Matthew reports that “Herod” was the bloodthirsty king who ordered the mass murder of all boys aged two and under in Bethlehem and the surrounding area. (2:16). History knows this king as “Herod the Great,” though “great” seems a stretch for this man.
He reigned as a Roman appointee over the conquered Jewish people from roughly 37 B.C. until his death in 4 B.C. As a politician, he was very astute, avoiding assassination, imposing peace, creating alliances, and overseeing magnificent construction projects that included palaces, fortress Masada, the harbor at Caesarea, and even the temple in Jerusalem.
As a person, Herod the Great was a murderous, emotionally disturbed, manically paranoid, possibly insane man.
Roman emperor Caesar Augustus once said, it was “better to be Herod’s pig than his son,” and he was right. Because the Jewish king didn’t eat pork, pigs in his household were never butchered. The same couldn’t be said for Herod the Great’s family members.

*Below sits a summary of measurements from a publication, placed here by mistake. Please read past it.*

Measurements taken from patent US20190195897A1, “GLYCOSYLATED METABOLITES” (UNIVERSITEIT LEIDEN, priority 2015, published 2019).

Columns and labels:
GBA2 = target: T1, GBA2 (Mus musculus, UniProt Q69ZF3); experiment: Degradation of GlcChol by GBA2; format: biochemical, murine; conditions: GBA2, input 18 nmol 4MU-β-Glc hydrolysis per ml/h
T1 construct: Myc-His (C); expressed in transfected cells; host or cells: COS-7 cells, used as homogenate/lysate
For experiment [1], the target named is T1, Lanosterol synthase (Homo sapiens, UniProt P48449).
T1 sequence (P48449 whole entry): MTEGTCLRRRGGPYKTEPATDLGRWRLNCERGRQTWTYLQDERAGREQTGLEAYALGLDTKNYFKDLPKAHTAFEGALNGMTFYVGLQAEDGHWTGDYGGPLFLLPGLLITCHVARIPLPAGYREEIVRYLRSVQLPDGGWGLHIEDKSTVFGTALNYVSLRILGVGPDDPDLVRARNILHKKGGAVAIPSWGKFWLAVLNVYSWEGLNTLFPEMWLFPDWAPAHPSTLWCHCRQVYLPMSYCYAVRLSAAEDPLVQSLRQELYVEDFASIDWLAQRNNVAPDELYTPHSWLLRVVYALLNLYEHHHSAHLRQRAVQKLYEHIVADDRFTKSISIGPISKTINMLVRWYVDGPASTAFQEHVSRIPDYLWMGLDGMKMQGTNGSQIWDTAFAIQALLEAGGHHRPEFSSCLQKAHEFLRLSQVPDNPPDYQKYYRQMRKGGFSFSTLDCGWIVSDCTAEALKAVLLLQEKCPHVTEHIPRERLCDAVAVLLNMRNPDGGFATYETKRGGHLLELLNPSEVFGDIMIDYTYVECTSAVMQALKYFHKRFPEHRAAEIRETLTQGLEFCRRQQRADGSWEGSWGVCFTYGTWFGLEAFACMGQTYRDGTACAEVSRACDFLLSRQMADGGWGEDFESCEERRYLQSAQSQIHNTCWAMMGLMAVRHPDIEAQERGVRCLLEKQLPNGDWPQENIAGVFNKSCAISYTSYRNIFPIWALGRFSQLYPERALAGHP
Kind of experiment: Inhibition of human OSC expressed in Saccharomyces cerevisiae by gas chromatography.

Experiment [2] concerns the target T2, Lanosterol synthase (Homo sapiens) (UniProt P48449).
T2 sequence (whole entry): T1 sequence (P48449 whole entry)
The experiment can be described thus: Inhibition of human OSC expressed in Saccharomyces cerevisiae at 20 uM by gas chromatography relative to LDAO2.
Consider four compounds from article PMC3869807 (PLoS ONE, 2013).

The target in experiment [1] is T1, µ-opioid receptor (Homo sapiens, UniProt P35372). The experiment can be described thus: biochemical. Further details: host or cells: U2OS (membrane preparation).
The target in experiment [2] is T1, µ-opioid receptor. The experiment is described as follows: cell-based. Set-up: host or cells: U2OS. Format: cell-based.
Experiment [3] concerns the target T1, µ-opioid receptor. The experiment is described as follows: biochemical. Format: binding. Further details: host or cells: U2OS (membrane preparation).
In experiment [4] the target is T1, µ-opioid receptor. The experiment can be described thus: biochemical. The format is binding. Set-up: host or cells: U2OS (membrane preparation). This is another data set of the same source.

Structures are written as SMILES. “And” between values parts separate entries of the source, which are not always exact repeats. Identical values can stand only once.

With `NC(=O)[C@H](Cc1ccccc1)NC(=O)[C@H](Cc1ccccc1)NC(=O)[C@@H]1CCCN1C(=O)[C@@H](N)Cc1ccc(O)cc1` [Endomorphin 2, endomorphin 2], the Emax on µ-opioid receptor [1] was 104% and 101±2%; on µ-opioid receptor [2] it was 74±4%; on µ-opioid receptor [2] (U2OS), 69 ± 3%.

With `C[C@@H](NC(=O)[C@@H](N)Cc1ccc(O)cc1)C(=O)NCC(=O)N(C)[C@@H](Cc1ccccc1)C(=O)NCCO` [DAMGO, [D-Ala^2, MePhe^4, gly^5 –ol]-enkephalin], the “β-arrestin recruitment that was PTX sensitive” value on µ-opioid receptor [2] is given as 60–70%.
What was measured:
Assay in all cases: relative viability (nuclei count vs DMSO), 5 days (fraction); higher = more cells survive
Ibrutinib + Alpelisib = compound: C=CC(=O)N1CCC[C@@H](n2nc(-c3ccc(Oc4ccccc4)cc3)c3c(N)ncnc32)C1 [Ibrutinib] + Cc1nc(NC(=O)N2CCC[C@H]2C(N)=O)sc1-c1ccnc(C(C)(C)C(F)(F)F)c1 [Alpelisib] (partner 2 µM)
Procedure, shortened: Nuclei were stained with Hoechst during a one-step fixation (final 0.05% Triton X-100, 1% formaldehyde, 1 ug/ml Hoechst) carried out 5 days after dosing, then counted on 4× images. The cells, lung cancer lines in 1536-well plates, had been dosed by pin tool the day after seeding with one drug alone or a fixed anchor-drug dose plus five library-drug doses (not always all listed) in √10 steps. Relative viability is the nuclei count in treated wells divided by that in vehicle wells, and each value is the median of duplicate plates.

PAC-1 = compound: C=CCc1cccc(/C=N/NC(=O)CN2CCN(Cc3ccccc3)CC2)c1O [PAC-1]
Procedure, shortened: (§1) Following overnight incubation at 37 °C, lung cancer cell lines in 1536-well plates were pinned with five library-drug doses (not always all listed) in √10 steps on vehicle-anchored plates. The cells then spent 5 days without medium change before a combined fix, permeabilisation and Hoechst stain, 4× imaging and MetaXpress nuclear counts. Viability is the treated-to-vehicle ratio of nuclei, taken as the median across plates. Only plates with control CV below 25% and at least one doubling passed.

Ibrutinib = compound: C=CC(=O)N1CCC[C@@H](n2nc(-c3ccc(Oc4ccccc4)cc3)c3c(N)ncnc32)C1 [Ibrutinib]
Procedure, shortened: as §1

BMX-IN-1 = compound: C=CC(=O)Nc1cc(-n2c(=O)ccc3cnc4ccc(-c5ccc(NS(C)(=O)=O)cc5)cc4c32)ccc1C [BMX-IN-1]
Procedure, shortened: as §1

Herod executed two of his sons for suspected treason, along with his wife and many others in his court and extended family. He brutally tortured and often killed anyone who even hinted at being a threat to him. Worried that people would rejoice at his death, he gave instructions (thankfully unfulfilled) for Jewish leaders in every town to be killed when he died, so people would have to mourn.
Herod the Great died in 4 B.C., after long illness and in excruciating pain, suffering from internal ulceration and decay.
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